Background: We previously showed that neonatal maternal separation (MS) of rat pups causes immediate and long-term changes in intestinal physiology.
Aim: To examine if administration of probiotics affects MS-induced gut dysfunction.
Methods: MS pups were separated from the dam for 3 h/day from days 4 to 19; non-separated (NS) pups served as controls. Twice per day during the separation period, 10(8) probiotic organisms (two strains of Lactobacillus species) were administered to MS and NS pups; vehicle-treated pups received saline. Studies were conducted on day 20, when blood was collected for corticosterone measurement as an indication of hypothalamus-pituitary-adrenal (HPA) axis activity, and colonic function was studied in tissues mounted in Ussing chambers. Ion transport was indicated by baseline and stimulated short-circuit current (Isc); macromolecular permeability was measured by flux of horseradish peroxidase (HRP) across colonic tissues; and bacterial adherence/penetration into the mucosa was quantified by culturing tissues in selective media. Colonic function and host defence were also evaluated at day 60.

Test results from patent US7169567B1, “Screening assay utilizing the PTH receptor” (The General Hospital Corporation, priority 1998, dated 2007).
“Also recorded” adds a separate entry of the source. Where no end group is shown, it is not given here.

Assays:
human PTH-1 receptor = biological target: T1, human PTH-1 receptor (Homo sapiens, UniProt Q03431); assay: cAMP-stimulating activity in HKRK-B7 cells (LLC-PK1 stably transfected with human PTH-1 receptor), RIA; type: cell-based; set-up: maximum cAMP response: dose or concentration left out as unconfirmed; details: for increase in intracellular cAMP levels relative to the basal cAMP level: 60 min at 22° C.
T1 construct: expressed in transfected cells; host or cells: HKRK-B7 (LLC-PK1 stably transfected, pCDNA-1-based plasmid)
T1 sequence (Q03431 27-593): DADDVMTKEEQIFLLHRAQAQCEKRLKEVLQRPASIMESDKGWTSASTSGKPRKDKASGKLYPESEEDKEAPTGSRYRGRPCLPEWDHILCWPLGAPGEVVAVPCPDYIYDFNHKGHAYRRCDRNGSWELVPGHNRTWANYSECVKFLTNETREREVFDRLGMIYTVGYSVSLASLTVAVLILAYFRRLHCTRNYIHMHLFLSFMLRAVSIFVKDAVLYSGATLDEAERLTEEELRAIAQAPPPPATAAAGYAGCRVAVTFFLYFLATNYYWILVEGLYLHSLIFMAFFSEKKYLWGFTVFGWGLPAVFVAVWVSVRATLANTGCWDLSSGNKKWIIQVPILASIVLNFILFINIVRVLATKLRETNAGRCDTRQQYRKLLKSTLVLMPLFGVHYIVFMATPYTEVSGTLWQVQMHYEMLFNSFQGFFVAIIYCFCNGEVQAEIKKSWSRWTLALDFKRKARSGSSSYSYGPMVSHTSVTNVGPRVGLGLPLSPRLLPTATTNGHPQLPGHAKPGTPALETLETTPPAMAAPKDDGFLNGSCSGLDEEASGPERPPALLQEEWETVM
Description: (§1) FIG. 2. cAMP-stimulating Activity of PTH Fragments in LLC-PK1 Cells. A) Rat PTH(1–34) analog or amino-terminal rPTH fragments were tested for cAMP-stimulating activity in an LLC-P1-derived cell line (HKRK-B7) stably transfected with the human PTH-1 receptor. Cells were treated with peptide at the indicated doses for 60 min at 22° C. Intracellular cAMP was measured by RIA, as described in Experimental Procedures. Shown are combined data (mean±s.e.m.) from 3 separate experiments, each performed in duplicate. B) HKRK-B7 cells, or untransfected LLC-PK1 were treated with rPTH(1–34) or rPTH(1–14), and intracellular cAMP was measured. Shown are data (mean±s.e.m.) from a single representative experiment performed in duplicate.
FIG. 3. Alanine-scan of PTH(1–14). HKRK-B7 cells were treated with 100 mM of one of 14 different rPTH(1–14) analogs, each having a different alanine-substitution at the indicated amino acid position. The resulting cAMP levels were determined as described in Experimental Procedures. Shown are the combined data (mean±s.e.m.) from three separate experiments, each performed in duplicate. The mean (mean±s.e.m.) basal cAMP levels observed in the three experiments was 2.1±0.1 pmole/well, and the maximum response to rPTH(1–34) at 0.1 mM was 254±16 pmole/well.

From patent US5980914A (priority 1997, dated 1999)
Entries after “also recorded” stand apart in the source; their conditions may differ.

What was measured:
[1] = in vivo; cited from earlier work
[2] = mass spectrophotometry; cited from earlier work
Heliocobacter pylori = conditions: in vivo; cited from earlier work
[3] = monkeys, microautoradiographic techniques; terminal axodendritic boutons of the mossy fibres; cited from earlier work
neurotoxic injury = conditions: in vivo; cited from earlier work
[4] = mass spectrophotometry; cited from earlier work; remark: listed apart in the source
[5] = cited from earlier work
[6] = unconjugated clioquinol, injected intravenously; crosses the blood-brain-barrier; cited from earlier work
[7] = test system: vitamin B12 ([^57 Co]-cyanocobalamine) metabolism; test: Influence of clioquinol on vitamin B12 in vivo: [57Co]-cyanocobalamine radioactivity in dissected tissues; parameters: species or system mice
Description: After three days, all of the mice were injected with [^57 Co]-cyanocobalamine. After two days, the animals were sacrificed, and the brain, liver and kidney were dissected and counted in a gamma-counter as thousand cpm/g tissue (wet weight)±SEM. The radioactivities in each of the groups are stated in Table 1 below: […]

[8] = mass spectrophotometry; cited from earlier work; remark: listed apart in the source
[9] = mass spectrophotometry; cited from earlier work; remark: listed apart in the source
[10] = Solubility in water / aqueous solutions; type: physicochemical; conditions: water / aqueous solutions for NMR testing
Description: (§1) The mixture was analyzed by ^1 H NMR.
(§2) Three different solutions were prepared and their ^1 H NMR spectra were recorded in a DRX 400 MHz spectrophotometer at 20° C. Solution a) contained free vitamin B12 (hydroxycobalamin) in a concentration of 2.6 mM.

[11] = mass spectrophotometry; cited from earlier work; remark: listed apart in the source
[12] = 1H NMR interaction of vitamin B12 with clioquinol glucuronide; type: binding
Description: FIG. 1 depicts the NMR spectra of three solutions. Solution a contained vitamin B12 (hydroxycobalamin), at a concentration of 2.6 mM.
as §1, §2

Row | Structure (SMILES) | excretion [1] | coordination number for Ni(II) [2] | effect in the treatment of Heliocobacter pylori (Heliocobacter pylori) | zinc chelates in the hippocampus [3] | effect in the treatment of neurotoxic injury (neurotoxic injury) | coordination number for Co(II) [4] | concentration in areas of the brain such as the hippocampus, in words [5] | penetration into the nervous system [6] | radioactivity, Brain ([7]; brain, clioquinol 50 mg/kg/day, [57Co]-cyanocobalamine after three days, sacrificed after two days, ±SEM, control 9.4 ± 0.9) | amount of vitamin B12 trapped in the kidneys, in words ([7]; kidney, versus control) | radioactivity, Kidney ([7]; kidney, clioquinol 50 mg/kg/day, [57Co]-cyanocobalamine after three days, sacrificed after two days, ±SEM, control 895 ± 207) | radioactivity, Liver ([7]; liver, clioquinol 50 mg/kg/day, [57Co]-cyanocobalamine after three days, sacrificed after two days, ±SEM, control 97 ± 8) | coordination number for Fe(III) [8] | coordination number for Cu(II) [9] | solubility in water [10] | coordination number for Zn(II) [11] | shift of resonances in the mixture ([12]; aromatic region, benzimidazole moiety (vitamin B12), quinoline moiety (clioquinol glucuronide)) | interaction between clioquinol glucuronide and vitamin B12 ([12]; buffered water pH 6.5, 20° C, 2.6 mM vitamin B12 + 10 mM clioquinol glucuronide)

Results: Isc and HRP flux were significantly higher in the colon of MS versus NS pups. There was increased adhesion/penetration of total bacteria in MS pups, but a significant reduction in Lactobacillus species. Probiotic administration ameliorated the MS-induced gut functional abnormalities and bacterial adhesion/penetration at both day 20 and 60, and reduced the elevated corticosterone levels at day 20.
Conclusions: The results indicate that altered enteric flora are responsible for colonic pathophysiology. Probiotics improve gut dysfunction induced by MS, at least in part by normalisation of HPA axis activity.